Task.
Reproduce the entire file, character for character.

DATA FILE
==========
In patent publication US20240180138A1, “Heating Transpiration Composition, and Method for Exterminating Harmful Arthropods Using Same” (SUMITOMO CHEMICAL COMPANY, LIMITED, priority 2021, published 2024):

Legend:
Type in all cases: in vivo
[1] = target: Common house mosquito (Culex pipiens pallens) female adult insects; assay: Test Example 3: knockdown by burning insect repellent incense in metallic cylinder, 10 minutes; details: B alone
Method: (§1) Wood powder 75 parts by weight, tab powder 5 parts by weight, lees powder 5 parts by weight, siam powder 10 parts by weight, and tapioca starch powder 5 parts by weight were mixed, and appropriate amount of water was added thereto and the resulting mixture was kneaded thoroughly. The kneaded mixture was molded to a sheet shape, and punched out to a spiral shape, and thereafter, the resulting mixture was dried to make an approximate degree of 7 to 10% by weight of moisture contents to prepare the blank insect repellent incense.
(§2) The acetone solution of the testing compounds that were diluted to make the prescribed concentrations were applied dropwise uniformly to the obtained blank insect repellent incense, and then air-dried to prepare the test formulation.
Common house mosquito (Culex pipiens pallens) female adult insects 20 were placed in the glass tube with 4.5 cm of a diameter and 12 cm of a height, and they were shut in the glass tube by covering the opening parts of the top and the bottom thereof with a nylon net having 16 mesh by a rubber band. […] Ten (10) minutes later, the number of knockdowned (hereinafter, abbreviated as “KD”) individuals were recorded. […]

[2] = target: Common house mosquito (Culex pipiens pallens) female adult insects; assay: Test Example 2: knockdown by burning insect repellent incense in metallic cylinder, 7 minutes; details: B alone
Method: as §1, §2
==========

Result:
In patent publication US20240180138A1, “Heating Transpiration Composition, and Method for Exterminating Harmful Arthropods Using Same” (SUMITOMO CHEMICAL COMPANY, LIMITED, priority 2021, published 2024):

Legend:
Type in all cases: in vivo
[1] = target: Common house mosquito (Culex pipiens pallens) female adult insects; assay: Test Example 3: knockdown by burning insect repellent incense in metallic cylinder, 10 minutes; details: B alone
Method: (§1) Wood powder 75 parts by weight, tab powder 5 parts by weight, lees powder 5 parts by weight, siam powder 10 parts by weight, and tapioca starch powder 5 parts by weight were mixed, and appropriate amount of water was added thereto and the resulting mixture was kneaded thoroughly. The kneaded mixture was molded to a sheet shape, and punched out to a spiral shape, and thereafter, the resulting mixture was dried to make an approximate degree of 7 to 10% by weight of moisture contents to prepare the blank insect repellent incense.
(§2) The acetone solution of the testing compounds that were diluted to make the prescribed concentrations were applied dropwise uniformly to the obtained blank insect repellent incense, and then air-dried to prepare the test formulation.
Common house mosquito (Culex pipiens pallens) female adult insects 20 were placed in the glass tube with 4.5 cm of a diameter and 12 cm of a height, and they were shut in the glass tube by covering the opening parts of the top and the bottom thereof with a nylon net having 16 mesh by a rubber band. […] Ten (10) minutes later, the number of knockdowned (hereinafter, abbreviated as “KD”) individuals were recorded. […]

[2] = target: Common house mosquito (Culex pipiens pallens) female adult insects; assay: Test Example 2: knockdown by burning insect repellent incense in metallic cylinder, 7 minutes; details: B alone
Method: as §1, §2